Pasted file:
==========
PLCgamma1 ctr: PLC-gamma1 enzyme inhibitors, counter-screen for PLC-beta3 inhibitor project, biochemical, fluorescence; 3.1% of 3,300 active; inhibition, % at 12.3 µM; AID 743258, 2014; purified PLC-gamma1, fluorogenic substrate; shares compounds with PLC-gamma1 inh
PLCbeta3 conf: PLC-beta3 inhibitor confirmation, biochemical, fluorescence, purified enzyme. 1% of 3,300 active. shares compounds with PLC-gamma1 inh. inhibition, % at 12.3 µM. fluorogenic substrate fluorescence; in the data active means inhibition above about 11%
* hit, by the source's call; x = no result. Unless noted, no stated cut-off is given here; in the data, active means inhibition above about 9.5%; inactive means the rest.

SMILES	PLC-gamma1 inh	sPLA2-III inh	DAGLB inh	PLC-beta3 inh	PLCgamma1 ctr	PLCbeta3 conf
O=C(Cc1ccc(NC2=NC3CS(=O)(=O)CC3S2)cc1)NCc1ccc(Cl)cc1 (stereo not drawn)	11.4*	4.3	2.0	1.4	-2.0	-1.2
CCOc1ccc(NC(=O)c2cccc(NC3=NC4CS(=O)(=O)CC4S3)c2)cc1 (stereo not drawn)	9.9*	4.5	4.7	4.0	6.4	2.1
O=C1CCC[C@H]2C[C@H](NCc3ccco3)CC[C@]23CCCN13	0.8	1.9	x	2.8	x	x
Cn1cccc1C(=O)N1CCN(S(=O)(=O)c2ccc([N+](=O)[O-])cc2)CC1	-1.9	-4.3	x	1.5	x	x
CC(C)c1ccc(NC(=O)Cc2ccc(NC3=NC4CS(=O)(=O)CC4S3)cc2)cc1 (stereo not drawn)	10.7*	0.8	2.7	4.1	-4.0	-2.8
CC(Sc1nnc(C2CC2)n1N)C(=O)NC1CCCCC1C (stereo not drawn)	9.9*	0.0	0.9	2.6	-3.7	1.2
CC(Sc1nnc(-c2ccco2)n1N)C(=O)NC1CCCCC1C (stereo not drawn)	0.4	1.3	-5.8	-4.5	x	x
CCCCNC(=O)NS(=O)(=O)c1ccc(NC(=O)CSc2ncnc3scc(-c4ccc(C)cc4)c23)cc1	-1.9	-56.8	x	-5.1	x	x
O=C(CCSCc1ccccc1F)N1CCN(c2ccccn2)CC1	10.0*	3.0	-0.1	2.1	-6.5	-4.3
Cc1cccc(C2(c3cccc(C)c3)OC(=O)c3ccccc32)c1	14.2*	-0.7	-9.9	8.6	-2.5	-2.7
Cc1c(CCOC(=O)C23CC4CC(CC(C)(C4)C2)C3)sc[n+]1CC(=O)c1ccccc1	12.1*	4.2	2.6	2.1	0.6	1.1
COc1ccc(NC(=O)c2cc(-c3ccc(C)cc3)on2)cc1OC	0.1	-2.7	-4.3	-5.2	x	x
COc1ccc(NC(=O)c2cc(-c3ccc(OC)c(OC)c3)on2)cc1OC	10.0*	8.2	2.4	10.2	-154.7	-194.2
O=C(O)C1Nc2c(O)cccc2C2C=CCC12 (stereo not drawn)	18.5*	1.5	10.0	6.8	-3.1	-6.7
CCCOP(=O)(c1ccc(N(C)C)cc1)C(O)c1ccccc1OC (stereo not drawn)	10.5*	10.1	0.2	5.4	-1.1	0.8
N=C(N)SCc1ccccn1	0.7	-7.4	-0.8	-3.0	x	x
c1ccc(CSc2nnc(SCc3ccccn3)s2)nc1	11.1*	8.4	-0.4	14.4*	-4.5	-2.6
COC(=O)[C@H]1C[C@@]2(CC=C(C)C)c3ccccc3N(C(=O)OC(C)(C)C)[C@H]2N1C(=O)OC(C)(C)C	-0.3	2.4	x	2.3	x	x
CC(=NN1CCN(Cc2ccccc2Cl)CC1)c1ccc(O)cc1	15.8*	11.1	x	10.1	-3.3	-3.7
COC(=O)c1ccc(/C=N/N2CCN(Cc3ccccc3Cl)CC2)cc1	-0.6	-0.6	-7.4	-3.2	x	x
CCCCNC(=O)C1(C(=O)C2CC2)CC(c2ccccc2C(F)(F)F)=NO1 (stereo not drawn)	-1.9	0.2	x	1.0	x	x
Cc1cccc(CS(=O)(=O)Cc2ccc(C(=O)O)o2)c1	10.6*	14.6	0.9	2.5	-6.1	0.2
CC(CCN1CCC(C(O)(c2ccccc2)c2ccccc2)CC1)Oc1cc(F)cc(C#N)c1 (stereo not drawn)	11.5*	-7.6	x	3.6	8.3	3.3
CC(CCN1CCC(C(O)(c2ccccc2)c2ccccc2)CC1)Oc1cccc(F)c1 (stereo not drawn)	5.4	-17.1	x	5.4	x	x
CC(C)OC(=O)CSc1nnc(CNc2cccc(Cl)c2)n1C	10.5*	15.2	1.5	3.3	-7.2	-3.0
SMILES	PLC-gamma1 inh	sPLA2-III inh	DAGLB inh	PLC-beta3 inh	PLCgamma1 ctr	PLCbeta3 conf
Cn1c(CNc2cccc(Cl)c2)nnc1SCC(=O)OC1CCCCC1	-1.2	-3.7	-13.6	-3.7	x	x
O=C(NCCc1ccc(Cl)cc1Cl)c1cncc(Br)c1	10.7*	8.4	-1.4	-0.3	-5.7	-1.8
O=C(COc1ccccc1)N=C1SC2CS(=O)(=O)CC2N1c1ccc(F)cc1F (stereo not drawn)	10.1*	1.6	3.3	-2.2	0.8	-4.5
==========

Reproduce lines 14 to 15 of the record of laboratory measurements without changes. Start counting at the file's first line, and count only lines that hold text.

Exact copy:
Cc1cccc(C2(c3cccc(C)c3)OC(=O)c3ccccc32)c1	14.2*	-0.7	-9.9	8.6	-2.5	-2.7
Cc1c(CCOC(=O)C23CC4CC(CC(C)(C4)C2)C3)sc[n+]1CC(=O)c1ccccc1	12.1*	4.2	2.6	2.1	0.6	1.1